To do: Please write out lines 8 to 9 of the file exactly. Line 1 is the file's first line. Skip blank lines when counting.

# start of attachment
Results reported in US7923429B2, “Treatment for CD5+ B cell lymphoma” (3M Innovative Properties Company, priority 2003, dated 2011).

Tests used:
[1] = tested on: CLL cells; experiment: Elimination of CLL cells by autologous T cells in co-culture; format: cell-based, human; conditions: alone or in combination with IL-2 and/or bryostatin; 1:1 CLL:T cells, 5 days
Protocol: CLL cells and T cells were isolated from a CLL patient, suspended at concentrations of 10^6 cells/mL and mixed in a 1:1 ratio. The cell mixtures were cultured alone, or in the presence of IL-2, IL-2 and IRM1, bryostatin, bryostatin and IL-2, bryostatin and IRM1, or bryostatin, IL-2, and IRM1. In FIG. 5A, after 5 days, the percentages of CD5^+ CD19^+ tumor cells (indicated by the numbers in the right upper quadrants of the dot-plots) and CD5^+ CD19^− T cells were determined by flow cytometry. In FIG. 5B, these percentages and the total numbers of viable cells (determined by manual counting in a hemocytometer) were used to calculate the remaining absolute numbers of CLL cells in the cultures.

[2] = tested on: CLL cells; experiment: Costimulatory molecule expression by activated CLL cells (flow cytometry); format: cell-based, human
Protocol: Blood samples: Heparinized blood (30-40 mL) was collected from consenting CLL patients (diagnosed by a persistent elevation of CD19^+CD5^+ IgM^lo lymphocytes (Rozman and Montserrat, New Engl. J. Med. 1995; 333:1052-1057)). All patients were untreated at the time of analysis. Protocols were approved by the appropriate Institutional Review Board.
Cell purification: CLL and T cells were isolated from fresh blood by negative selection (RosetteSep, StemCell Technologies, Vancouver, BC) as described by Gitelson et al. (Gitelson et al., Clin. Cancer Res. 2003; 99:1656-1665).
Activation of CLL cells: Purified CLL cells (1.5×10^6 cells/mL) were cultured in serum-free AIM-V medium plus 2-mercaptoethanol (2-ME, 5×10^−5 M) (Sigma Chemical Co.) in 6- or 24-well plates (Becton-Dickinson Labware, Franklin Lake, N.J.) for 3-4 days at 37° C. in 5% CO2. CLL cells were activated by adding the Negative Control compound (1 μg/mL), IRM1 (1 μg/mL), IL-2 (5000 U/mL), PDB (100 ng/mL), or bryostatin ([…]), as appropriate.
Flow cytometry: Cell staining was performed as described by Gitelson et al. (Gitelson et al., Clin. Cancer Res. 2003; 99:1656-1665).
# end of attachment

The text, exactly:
Activation of CLL cells: Purified CLL cells (1.5×10^6 cells/mL) were cultured in serum-free AIM-V medium plus 2-mercaptoethanol (2-ME, 5×10^−5 M) (Sigma Chemical Co.) in 6- or 24-well plates (Becton-Dickinson Labware, Franklin Lake, N.J.) for 3-4 days at 37° C. in 5% CO2. CLL cells were activated by adding the Negative Control compound (1 μg/mL), IRM1 (1 μg/mL), IL-2 (5000 U/mL), PDB (100 ng/mL), or bryostatin ([…]), as appropriate.
Flow cytometry: Cell staining was performed as described by Gitelson et al. (Gitelson et al., Clin. Cancer Res. 2003; 99:1656-1665).